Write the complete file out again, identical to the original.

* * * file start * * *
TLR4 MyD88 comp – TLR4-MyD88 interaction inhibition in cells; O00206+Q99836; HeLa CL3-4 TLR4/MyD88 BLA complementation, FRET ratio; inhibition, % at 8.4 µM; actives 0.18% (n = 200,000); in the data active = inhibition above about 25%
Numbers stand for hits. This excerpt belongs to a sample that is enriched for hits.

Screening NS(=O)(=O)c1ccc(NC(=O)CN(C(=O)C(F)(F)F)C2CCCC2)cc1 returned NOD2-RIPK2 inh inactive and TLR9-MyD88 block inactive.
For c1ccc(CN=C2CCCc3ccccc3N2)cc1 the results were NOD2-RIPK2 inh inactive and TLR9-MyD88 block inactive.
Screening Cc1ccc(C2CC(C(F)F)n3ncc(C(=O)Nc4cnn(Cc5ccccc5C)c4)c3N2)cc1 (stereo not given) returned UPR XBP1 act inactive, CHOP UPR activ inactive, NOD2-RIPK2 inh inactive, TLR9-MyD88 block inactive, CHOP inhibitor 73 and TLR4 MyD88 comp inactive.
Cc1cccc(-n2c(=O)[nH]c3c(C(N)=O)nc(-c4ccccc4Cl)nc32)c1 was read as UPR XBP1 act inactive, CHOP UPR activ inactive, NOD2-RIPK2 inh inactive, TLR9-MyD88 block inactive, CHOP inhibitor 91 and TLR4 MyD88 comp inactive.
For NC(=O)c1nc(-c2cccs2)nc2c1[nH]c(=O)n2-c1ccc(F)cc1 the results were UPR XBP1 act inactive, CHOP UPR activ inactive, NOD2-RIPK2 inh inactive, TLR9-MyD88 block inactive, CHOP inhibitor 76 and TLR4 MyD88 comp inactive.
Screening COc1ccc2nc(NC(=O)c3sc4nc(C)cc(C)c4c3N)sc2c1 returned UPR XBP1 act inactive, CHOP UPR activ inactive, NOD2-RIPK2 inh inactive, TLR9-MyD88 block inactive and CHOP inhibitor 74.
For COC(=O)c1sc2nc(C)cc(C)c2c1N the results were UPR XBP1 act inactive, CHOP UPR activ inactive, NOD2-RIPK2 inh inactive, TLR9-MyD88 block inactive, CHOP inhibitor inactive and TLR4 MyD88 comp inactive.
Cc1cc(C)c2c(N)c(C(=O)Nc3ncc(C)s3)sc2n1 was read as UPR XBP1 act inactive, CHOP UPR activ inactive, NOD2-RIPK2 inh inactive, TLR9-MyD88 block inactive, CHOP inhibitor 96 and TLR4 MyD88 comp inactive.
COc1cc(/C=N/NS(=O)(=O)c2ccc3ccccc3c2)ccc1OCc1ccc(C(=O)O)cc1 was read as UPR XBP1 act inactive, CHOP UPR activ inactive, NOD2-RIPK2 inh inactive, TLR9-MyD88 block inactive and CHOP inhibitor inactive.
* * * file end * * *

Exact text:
TLR4 MyD88 comp – TLR4-MyD88 interaction inhibition in cells; O00206+Q99836; HeLa CL3-4 TLR4/MyD88 BLA complementation, FRET ratio; inhibition, % at 8.4 µM; actives 0.18% (n = 200,000); in the data active = inhibition above about 25%
Numbers stand for hits. This excerpt belongs to a sample that is enriched for hits.

Screening NS(=O)(=O)c1ccc(NC(=O)CN(C(=O)C(F)(F)F)C2CCCC2)cc1 returned NOD2-RIPK2 inh inactive and TLR9-MyD88 block inactive.
For c1ccc(CN=C2CCCc3ccccc3N2)cc1 the results were NOD2-RIPK2 inh inactive and TLR9-MyD88 block inactive.
Screening Cc1ccc(C2CC(C(F)F)n3ncc(C(=O)Nc4cnn(Cc5ccccc5C)c4)c3N2)cc1 (stereo not given) returned UPR XBP1 act inactive, CHOP UPR activ inactive, NOD2-RIPK2 inh inactive, TLR9-MyD88 block inactive, CHOP inhibitor 73 and TLR4 MyD88 comp inactive.
Cc1cccc(-n2c(=O)[nH]c3c(C(N)=O)nc(-c4ccccc4Cl)nc32)c1 was read as UPR XBP1 act inactive, CHOP UPR activ inactive, NOD2-RIPK2 inh inactive, TLR9-MyD88 block inactive, CHOP inhibitor 91 and TLR4 MyD88 comp inactive.
For NC(=O)c1nc(-c2cccs2)nc2c1[nH]c(=O)n2-c1ccc(F)cc1 the results were UPR XBP1 act inactive, CHOP UPR activ inactive, NOD2-RIPK2 inh inactive, TLR9-MyD88 block inactive, CHOP inhibitor 76 and TLR4 MyD88 comp inactive.
Screening COc1ccc2nc(NC(=O)c3sc4nc(C)cc(C)c4c3N)sc2c1 returned UPR XBP1 act inactive, CHOP UPR activ inactive, NOD2-RIPK2 inh inactive, TLR9-MyD88 block inactive and CHOP inhibitor 74.
For COC(=O)c1sc2nc(C)cc(C)c2c1N the results were UPR XBP1 act inactive, CHOP UPR activ inactive, NOD2-RIPK2 inh inactive, TLR9-MyD88 block inactive, CHOP inhibitor inactive and TLR4 MyD88 comp inactive.
Cc1cc(C)c2c(N)c(C(=O)Nc3ncc(C)s3)sc2n1 was read as UPR XBP1 act inactive, CHOP UPR activ inactive, NOD2-RIPK2 inh inactive, TLR9-MyD88 block inactive, CHOP inhibitor 96 and TLR4 MyD88 comp inactive.
COc1cc(/C=N/NS(=O)(=O)c2ccc3ccccc3c2)ccc1OCc1ccc(C(=O)O)cc1 was read as UPR XBP1 act inactive, CHOP UPR activ inactive, NOD2-RIPK2 inh inactive, TLR9-MyD88 block inactive and CHOP inhibitor inactive.